About Dina Blair
Dina’s unique approach to building, maintaining, and growing robust life-changing businesses is the
culmination of over 20 years of real-life experience as an Instructor, Personal Trainer, Athletic Director
and Studio Manager. Dina’s career in the wellness and fitness industry began while working as a Weight
Loss Consultant. She earned her Psychology degree from Georgia State University and maintains her
NASM CPT, AFAA GFI along with multiple other fitness certifications. After several years of selling
nutrition packages, training clients and teaching fitness classes, she recognized a special set of
communication skills were needed to successfully sell wellness and fitness.
Dina studied the steps in the sales process, earned her Instructional Design Certification, and expanded
the selling techniques she’d learned to design a system that was completely client focused. As a result,
she has successfully developed and implemented sales training for a variety of clients including privately
owned fitness studios, studio franchises, multi-level marketing consultants, and independent wellness
consultants, and has written a curriculum for wellness and fitness certifications. Her years of experience
as well as continuous analysis and evaluation of trends have shaped the selling system that has helped
lead her teams to win national company awards and recognition.
In addition to her consulting business, Dina continues to teach group fitness classes and oversees the
Athletic department of a high-end health club.
Q1: What’s one advice you give to fitness businesses who are struggling to generate revenue?
There are several areas to evaluate when a fitness business is struggling to generate revenue. Assuming the fitness business has strong leadership and a solid team in place, I’ve found evaluating current programs, practices and projections, including the budget, and pinpointing areas where the numbers are not “adding up”, meaning the expenses are outweighing the profit, is a good starting point. Are the marketing dollars spent bringing in qualified prospects? What percentage of the qualified prospects are being converted to members/clients?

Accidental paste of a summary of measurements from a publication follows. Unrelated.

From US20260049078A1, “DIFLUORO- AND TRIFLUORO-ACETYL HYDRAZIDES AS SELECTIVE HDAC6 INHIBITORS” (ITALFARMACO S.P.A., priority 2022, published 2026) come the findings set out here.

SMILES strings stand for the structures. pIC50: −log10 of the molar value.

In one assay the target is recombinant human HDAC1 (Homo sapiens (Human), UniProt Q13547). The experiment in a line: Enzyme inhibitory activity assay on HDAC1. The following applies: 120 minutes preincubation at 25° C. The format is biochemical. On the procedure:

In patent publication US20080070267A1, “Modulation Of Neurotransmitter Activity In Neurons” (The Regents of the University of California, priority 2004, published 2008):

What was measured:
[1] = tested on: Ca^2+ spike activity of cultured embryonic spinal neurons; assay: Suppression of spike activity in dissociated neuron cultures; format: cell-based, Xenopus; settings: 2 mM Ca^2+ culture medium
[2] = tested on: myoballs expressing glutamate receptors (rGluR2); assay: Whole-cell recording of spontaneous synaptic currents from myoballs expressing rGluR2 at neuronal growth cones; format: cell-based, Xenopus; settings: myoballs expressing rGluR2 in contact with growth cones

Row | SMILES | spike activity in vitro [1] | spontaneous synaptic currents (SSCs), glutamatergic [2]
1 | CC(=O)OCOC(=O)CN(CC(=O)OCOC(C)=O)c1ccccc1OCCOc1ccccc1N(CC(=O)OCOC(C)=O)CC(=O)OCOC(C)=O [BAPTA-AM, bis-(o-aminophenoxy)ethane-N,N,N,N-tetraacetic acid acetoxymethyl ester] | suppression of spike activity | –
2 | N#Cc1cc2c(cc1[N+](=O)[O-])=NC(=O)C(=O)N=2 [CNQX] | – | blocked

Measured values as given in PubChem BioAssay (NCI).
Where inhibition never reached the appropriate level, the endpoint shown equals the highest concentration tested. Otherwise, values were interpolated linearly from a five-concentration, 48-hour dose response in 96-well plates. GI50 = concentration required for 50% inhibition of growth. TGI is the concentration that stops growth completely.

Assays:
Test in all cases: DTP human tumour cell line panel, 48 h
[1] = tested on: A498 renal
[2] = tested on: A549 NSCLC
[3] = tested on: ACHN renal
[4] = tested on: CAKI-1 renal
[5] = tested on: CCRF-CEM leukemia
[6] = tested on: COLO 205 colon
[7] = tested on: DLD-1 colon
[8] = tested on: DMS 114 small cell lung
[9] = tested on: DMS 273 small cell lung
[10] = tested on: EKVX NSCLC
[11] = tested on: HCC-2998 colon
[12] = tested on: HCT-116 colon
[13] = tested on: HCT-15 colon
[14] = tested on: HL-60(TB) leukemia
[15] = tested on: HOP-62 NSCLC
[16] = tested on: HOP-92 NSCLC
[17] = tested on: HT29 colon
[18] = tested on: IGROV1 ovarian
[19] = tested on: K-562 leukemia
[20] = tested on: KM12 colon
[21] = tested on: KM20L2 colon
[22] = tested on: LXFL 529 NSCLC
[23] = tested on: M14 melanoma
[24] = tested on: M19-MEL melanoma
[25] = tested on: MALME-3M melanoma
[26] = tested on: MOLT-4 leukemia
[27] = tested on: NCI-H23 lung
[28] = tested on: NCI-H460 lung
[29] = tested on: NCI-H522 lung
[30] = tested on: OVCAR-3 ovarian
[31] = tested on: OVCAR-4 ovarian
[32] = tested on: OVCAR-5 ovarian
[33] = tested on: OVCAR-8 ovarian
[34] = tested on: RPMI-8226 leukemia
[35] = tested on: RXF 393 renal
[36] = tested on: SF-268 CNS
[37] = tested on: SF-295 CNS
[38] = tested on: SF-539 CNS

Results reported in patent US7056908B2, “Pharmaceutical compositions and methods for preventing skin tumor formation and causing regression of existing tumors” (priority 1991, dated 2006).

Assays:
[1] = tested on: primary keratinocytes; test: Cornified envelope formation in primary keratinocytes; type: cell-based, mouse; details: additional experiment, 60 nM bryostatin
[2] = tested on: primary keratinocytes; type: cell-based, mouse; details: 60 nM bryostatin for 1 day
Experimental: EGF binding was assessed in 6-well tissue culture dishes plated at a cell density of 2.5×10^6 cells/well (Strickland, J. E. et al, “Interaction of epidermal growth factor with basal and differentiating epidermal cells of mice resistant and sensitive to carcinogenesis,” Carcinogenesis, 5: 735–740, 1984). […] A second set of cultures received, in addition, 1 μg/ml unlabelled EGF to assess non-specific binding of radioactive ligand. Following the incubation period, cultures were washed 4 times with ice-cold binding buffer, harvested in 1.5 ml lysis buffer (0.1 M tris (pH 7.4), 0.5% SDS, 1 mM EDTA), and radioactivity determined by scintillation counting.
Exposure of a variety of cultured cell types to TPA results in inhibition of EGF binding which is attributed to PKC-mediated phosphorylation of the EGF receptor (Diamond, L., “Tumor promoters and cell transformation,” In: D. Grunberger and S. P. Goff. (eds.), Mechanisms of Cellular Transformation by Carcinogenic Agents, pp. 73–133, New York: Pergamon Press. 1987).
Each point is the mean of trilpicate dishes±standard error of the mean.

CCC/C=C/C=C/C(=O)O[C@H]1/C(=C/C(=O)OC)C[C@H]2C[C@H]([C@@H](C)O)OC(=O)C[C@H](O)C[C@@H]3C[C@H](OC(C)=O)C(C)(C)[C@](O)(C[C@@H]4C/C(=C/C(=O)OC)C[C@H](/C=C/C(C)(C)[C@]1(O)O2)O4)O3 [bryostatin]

Short answer; not having a realistic budget, a solid marketing/sales process and a consistent retention program are often the reasons a fitness business struggles with generating revenue.
Q2: Retaining clients : what would you say to a business owner who is looking for a quick strategy to implement?
Connection. Create a culture where associates connect with members and members connect with members. This could be where each associate is the “liaison” for a group of members, through programming, or social activities…there are a multitude of ways to do this. It just depends on your demographic and brand.
Q3: Please give a hot tip on managing finances
Know your numbers. I’ve worked with way too many fitness businesses that do not have a budget. It’s imperative to know and manage expenses (controlled and uncontrolled), know the average monthly revenue (where it comes from), average monthly cancellations (why cancelling). Hire, market and program to grow your business.